The results of surveys on the relationship between reading food labels and obesity indicated that the body mass index of those consumers who read the label is 1.49 points lower than those who don't read food labels when shopping for food. This translates as a reduction of almost 9 lbs. for an American woman 5 feet 3 inches tall weighing 163 lbs - already obese.
The results were taken from the annual National Health Interview Survey (NHIS) performed by the U.S. Centers for Disease Control and Prevention. Some 25,640 observations were collected on health and eating and shopping habits, which included various questions on whether participants read the nutritional information in supermarkets and how often.
"First we analysed which was the profile of those who read the nutritional label when purchasing foods, and then we moved on to the relationship with their weight," María Loureiro, lead author of the analysis, told Servicio de Información y Noticias Científicas (SINC). "Obesity is one of the most serious health problems in modern day USA. "The number of overweight or obese adults has risen over the years. From 2009 to 2010, more than a third (nearly 37%) of the adult population in this country were obese and in children and adolescents this figure rises to 17%."
In terms of distribution, the highest obesity prevalence was recorded amongst the non-Latino black population (49.5%), Mexican-Americans (40.4%), Latinos (39.1%) and the non-Latino white population (34.3%), according to 2010 CDC data.
Women read more labels
At least when it comes to claims on surveys, more city people and women read labels than rural people and men. The results showed very significant differences between consumers that read labels and those that do not. Study shows that the smoking population pays much less attention to this information. According to the researcher, "their lifestyle involves less healthy habits and as a consequence, it could be the case that they are not so worried about the nutritional content of the food they eat, according to our results."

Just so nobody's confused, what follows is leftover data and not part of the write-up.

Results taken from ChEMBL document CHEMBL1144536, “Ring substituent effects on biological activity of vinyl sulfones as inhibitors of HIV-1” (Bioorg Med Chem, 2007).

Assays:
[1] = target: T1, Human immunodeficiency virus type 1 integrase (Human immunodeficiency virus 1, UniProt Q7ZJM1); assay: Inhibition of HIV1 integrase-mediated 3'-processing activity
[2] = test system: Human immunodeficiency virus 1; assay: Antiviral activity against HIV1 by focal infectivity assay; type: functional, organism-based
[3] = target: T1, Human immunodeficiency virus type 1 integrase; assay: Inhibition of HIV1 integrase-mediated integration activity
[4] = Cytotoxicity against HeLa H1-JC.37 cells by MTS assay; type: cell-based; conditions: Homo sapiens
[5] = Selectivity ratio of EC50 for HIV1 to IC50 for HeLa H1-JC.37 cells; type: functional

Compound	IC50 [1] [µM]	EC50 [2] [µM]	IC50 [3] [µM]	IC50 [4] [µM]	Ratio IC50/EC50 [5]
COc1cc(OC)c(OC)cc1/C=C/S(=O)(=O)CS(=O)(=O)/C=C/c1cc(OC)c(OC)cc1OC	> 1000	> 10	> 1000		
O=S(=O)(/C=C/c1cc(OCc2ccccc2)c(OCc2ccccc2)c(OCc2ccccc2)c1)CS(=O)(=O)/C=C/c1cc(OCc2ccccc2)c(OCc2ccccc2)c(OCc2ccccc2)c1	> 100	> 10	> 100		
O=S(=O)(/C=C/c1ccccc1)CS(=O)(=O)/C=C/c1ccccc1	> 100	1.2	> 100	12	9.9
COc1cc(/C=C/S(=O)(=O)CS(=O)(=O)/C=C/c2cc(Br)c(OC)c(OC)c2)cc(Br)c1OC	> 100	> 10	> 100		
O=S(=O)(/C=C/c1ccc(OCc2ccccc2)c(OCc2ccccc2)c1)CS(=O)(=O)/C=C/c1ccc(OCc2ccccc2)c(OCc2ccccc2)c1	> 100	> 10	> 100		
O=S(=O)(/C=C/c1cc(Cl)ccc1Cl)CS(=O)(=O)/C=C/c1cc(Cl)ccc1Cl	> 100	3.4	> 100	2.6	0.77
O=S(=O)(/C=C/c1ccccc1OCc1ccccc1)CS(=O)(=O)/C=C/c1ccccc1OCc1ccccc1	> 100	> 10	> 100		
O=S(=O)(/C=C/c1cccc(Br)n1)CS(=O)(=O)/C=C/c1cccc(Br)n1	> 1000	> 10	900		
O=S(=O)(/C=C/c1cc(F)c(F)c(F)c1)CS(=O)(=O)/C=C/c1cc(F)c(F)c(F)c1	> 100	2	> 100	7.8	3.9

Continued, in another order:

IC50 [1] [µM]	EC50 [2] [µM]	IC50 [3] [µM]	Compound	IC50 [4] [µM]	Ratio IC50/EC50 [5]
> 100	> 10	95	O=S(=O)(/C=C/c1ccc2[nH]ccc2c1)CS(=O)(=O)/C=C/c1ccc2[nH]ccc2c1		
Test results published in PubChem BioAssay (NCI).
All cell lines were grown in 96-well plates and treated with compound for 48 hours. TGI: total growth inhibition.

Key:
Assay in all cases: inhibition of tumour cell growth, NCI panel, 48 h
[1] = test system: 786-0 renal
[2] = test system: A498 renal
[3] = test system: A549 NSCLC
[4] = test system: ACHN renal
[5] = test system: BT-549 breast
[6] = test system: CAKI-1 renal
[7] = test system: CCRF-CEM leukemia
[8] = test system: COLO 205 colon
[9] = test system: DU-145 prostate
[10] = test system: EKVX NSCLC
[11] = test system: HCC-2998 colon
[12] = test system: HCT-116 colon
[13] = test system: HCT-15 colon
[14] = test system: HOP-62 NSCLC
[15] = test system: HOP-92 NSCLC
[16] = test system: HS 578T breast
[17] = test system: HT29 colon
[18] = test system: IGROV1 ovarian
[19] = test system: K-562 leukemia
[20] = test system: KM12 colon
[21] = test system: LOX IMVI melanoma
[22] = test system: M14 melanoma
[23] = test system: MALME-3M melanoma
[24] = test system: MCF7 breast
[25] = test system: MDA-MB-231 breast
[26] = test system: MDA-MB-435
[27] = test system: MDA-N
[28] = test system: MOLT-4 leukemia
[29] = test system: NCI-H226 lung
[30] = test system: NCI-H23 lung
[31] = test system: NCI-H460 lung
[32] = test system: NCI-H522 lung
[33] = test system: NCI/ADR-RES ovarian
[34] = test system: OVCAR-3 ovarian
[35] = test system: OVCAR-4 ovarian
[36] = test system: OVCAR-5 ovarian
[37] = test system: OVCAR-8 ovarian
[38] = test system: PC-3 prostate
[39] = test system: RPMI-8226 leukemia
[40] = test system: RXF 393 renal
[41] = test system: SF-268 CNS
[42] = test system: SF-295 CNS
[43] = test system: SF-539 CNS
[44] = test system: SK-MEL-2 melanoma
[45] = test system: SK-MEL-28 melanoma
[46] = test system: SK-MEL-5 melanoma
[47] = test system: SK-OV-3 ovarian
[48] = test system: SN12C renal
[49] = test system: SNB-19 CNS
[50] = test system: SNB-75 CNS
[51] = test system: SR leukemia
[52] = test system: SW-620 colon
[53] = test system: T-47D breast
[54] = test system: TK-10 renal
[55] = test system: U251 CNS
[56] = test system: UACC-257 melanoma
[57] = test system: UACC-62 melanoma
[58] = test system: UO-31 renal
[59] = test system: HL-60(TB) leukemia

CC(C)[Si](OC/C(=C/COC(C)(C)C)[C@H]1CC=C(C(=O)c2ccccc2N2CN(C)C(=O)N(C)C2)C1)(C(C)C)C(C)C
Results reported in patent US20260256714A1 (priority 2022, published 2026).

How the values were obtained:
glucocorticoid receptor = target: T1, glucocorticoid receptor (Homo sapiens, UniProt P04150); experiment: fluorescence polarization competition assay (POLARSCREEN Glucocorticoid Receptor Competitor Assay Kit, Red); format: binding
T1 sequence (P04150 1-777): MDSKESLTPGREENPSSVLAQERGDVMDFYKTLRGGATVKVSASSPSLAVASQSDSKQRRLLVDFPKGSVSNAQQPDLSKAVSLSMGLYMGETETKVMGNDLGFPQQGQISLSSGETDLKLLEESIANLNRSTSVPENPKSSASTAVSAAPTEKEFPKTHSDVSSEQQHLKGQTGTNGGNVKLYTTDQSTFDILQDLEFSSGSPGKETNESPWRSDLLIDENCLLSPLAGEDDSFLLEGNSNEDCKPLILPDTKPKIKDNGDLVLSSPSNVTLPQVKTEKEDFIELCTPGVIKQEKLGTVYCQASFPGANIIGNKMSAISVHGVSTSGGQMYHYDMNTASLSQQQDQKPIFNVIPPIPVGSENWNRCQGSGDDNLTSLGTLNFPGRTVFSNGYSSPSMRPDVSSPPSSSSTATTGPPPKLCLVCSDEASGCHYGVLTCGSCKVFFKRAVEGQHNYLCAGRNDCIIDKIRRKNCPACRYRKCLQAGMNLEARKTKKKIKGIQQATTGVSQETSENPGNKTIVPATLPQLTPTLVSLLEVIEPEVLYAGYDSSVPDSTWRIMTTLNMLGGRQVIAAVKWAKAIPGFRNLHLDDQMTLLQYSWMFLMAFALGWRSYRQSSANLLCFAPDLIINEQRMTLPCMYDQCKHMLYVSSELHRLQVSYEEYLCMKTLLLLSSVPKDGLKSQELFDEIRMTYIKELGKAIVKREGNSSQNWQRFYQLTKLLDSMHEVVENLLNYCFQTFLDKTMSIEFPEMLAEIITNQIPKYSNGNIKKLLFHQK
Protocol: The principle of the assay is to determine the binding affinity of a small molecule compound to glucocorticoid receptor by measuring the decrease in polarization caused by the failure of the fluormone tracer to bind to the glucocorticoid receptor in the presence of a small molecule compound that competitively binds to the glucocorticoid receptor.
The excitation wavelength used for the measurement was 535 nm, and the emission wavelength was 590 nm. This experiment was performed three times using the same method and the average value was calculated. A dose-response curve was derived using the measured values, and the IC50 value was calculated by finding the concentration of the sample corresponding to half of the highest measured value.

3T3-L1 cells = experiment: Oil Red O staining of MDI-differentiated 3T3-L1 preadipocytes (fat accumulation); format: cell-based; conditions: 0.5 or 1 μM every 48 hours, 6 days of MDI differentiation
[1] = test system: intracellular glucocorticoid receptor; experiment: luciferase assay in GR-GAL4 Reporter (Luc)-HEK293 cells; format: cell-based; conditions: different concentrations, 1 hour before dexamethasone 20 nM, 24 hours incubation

It used to be that smokers were thinner than non-smokers. Apparently not the case any more, since they read fewer labels.
City-dwelling population (49% of the sample) take nutritional information into account the most. This is also the case for those with high school education (40% of those surveyed) and universities studies (17% of the total sample). Oddly, more city people than rural are obese overall.By gender, 58% of men claim to habitually or always read the information contained on nutritional labels while 74% of women do. On average, women who read the nutritional information have a body mass index of 1.48 points lower, whereas this difference is just 0.12 points in men.
The results showed significant ethnic differences. White female consumers had the greatest reduction in body mass, around 1.76 points.
"We know that this information can be used as a mechanism to prevent obesity. We have seen that those who read food labels are those who live in urban areas, those with high school and high education. As we would hope therefore, campaigns and public policy can be designed to promote the use of nutritional labelling on menus at restaurants and other public establishments for the benefit of those who usually eat out," concludes Loureiro.
Published in Agricultural Economics
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